The Salvation Army says it is punitive for the Social Housing Minister to warn that state tenants who refuse to accept a house offered to them without good reason might be dropped to the bottom of the waiting list.
Paula Bennett told delegates at the National Party's annual conference her staff often dealt with people who declined houses without sufficient reason.
Ms Bennett yesterday told delegates that between November 2013 and last October, 4155 offers of a state house were declined.
She said some people had a good reason for refusing a house but many did not.
"Often we are having people that are declining houses without good and sufficient reason, and if that is the case then I don't think they should stay ahead of others on the list. And we should, there should actually be some repercussions for that."
She said if the waiting list was small that might not matter, but at any one time 4500 were waiting for a house.
But Salvation Army social services director Major Campbell Roberts said if people were declining housing in the manner suggested there were better ways to resolve the situation.
Mr Roberts said Housing New Zealand could demonstrate better management to fix the issue.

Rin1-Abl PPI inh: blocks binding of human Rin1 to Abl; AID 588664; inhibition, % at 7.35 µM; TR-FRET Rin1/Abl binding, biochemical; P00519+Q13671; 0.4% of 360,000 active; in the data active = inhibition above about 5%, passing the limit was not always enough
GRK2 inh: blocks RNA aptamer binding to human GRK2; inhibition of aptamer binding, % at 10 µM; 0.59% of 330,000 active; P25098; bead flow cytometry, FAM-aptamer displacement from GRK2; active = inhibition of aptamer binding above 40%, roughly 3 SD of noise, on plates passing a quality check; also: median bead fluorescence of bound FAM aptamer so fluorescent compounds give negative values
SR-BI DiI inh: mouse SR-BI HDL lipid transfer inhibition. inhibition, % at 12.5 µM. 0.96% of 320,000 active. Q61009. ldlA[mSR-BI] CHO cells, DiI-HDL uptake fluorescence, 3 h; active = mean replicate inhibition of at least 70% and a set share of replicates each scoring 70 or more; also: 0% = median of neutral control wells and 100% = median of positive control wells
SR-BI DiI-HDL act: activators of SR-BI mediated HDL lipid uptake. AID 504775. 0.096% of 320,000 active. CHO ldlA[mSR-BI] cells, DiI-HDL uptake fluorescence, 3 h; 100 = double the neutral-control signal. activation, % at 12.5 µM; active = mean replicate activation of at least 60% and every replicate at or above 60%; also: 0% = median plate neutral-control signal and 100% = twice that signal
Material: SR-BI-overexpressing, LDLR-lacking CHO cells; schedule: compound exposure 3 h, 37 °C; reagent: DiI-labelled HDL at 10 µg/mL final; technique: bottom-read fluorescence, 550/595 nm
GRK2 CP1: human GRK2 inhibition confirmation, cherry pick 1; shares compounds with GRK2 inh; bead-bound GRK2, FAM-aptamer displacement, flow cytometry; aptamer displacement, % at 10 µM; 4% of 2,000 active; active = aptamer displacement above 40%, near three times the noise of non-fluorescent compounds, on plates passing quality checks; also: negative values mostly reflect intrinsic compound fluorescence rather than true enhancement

But he said he did not feel there was sufficient evidence that there were waves of people turning down housing that would be perfect for them.
Policy an attack on the poor, says Labour
The Labour Party has accused the Minister of Social Housing of attacking the poor over a move to bump people down the state house waiting list.
Labour Social Development spokesperson Carmel Sepuloni said the policy was a distraction measure and a tool to attack vulnerable people.
Ms Sepuloni said the stance was unacceptable and it was ridiculous it was even getting discussed at the conference.
She said people turned down houses for a variety of reasons.
"We have a lot of people coming through our office who have inappropriate Housing New Zealand houses that are offered to them.
"People turn down Housing New Zealand houses because of the fact that they're not within a close enough distance of their kid's schools, their kid's early childhood centres, perhaps it's that they're not within close enough distance of family support."
Ms Sepuloni said there had been instances where people had turned down houses because they were badly maintained or were too close to abusive ex-partners.